Then and Now comparison of the far side of the ravine. Extremely tall grass obstructs all of the foreground in the modern view. This modern view is taken roughly 140 yards further south than the 1862 camera position, however it does allow for vivid comparisons of the terrain features beyond the ravine. The following three details, both period and modern, are crops taken from a direct overlay of the two, resulting in remarkable matching.

Detail 1
    Zoom in detail of the Henry House ruins. Notice the topographic features still visible today, below.
Scaling was based on an 8 ft approximate height for the chimney base and toppled framing timbers.

Detail 2
Zoom in detail of the ground occupied by Rickett's Battery. The topographic features remain, below. 

Detail 3
    The Bartow marker location at left of center, along the documented fence running toward the modern Visitor Center, as seen below. Notice the small white objects in the period detail, near where the base of the original monument sits today, wedged between two small trees. These are in all likelihood the scattered pieces of the monument, (the largest possibly being the base itself) having been broken up not long before by Union soldiers, and documented by one who witnessed the incident, in a letter to a friend, and linked here:  On one part of the field I saw a monument erected by Beauregard to the memory of a rebel general. On it was the following inscription, “Boys, they have killed me, but don’t give up the fight.” At the time I saw it, it was standing & whole, but after a short time, I saw that it had been torn down & the boys were busily at work smashing it in pieces for mementoes. 

 The CCWP/ Adelman suggested site, based on Knoke and Burgess, and revisited March 31, 2018, after tall grass had been removed. The topography does not work, as it is too far to the west along the Robinson fence line. It is uncertain why they chose this location for their 2015 Seminar stop.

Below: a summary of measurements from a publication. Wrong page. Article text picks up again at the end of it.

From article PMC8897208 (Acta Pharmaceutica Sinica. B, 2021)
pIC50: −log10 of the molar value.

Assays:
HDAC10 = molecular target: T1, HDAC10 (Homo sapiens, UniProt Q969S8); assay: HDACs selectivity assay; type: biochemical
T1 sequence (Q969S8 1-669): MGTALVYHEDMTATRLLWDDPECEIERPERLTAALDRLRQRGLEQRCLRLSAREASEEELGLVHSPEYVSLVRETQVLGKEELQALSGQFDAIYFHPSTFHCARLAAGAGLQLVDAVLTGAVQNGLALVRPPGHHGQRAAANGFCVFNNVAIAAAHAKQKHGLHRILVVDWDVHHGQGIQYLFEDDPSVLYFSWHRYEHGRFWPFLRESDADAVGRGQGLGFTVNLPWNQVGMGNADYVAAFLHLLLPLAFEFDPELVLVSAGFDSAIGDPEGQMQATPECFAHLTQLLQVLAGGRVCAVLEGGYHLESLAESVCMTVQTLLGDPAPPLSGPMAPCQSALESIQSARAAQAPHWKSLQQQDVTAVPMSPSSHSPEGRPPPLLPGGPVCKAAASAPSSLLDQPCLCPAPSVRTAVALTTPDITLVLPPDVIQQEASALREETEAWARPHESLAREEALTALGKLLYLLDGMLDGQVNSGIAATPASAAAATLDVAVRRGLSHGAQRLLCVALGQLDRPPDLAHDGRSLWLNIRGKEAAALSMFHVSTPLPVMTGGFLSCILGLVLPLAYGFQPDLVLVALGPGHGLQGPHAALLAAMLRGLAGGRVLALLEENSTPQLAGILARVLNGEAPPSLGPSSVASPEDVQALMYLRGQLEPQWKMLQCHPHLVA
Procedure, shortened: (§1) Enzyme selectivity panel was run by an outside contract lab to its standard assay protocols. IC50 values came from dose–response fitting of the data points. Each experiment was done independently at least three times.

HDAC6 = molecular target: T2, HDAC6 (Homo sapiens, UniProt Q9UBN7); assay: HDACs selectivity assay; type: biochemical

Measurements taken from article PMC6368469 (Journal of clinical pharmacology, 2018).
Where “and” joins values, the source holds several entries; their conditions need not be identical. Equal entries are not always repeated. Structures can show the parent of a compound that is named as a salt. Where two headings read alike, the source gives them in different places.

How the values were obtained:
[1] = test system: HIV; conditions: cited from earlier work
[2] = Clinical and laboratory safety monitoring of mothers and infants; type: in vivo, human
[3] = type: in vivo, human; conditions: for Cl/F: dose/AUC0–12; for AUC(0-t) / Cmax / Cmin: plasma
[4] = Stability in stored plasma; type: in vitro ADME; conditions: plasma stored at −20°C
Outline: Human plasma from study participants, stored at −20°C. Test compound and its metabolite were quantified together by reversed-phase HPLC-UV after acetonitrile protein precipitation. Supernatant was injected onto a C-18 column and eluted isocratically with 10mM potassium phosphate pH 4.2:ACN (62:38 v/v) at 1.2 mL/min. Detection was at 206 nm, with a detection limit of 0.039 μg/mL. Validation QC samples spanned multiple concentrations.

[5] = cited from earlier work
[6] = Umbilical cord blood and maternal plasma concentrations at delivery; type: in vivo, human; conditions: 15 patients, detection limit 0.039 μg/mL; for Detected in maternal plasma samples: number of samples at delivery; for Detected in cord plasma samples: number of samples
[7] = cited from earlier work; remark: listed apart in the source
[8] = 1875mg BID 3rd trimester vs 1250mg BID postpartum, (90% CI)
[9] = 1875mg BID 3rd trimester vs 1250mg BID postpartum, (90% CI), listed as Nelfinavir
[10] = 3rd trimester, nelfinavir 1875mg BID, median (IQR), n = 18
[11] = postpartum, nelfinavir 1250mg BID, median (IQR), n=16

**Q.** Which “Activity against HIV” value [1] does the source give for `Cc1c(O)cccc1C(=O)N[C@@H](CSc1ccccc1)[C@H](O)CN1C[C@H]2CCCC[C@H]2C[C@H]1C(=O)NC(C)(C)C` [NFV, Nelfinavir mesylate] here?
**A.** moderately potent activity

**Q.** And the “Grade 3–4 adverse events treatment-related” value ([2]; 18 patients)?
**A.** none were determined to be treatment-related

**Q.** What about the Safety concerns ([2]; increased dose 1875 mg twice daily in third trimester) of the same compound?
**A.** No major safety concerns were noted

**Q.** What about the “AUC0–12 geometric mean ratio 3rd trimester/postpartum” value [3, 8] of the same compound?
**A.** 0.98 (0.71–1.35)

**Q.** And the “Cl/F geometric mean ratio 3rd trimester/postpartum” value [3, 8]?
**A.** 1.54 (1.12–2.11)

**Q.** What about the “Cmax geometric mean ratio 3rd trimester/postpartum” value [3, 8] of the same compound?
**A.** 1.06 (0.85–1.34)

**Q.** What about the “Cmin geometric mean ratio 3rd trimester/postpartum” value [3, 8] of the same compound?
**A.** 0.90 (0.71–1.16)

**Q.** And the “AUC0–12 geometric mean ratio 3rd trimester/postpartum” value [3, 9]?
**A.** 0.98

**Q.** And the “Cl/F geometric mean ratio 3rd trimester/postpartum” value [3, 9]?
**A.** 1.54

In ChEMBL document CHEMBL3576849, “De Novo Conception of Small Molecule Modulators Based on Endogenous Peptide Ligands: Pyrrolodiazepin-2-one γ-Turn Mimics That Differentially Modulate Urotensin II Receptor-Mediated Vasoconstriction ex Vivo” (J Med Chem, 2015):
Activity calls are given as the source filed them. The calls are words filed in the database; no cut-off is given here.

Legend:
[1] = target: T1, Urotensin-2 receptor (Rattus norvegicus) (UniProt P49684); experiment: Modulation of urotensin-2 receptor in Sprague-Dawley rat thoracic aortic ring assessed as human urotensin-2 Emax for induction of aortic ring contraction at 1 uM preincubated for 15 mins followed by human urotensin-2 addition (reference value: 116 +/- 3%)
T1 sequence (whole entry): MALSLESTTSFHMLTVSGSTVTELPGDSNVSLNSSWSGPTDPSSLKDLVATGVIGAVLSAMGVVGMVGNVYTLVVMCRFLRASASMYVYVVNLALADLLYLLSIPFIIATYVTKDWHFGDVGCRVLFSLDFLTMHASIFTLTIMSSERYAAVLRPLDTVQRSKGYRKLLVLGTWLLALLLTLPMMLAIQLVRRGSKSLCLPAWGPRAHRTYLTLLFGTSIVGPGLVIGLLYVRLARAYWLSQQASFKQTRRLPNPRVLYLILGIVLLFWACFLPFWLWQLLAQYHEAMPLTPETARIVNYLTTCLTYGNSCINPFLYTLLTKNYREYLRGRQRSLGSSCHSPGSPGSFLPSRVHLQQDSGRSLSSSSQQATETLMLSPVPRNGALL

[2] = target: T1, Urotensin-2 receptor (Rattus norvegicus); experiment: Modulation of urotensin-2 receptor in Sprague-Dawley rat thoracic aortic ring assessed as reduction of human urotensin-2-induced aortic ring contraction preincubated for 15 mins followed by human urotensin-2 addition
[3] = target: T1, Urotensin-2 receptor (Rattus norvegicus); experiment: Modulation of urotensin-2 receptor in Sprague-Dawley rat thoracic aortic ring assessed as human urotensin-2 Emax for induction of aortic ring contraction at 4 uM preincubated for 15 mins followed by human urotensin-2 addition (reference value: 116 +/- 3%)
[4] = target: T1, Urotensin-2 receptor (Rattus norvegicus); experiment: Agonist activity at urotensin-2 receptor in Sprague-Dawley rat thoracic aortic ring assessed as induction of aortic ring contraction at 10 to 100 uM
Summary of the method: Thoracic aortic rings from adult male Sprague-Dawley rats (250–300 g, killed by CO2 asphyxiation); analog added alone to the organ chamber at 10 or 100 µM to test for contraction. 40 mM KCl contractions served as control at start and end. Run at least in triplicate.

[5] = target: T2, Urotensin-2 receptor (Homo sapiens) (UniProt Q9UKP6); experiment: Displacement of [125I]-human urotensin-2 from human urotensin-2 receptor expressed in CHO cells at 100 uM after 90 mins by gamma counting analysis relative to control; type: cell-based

The new MNBP wayside marker, based on Knoke and Burgess. Slightly off, per Keith Knoke due to tree obstruction, but close enough for this purpose.
Full frame of my originally suggested camera location, December 2015, however the tall grass made the foreground perception difficult. Elevated camera height is approximately nine feet. 
Grass in foreground, to beyond ravine, is extremely tall, more than five feet in some areas.

     March 2018. My corrected view from near what would have been the 1862 camera position, roughly 140 yards further north than my initial efforts in December 2015, and slightly east of the NPS marker. Barnard and Gibson would have to have been on top of a Robinson Farm outbuilding to have achieved the middle ground details seen in their March 1862 view, as well as the downward angle perspective on the fence, an effect I attempted to achieve by raising my tripod above me.

The author, working on the site, elevating camera, December 2015. Photo by James Anderson.

     This engraving from Battles and Leaders, taken from an 1880s photograph, looks from the fields of the Henry Farm, looking northward, toward Robinson, seen in the middle distance. It is possible that the furthest left structure was utilized by Barnard and Gibson to get the elevation needed for their March 1862 view. 
     The cluster of trees seen at far left, above the ravine line, are the same trees seen in the middle left of  the Barnard and Gibson view, but here twenty some years after the battle.

All original contents copyright 2016 and 2018 by John F. Cummings III

1 comment:

Russ said...

interesting work as always John.